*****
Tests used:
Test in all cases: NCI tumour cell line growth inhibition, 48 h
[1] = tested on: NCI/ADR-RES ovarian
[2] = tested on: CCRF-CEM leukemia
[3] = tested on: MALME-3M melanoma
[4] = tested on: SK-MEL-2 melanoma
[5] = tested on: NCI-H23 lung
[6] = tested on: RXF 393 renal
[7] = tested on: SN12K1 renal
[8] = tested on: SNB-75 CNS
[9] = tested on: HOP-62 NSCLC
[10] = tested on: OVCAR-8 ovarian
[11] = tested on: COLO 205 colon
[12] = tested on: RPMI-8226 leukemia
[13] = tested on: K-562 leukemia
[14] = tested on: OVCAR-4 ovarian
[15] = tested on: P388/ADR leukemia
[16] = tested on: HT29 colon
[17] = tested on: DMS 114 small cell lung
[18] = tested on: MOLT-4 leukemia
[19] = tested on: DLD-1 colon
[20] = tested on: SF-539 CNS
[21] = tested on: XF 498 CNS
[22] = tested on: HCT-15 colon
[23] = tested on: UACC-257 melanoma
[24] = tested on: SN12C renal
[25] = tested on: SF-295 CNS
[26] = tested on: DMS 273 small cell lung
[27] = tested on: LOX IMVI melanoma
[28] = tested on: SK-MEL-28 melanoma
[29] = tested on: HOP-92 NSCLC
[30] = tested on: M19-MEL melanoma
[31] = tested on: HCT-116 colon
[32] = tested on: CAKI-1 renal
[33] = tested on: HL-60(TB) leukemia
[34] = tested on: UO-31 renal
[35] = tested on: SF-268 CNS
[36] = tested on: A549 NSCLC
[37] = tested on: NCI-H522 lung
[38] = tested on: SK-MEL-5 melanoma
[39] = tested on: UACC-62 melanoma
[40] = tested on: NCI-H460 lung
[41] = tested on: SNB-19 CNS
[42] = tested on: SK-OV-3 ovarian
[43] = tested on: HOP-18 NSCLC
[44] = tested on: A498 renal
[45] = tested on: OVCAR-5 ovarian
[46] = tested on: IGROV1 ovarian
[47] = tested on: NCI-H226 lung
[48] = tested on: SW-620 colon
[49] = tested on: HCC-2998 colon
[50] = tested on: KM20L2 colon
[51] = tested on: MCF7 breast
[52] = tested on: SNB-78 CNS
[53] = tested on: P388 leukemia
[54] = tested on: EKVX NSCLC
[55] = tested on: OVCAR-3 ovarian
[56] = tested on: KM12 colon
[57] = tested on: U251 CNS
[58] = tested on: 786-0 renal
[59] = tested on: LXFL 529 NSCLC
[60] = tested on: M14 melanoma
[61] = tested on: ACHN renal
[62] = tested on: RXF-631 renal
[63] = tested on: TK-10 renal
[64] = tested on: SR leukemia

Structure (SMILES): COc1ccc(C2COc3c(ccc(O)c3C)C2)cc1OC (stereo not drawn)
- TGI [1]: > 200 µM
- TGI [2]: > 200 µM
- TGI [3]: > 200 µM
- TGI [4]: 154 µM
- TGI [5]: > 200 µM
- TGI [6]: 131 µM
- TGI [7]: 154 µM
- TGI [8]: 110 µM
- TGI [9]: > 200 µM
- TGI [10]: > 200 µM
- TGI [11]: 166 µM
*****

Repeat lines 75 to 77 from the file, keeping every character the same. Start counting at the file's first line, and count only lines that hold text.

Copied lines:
- TGI [8]: 110 µM
- TGI [9]: > 200 µM
- TGI [10]: > 200 µM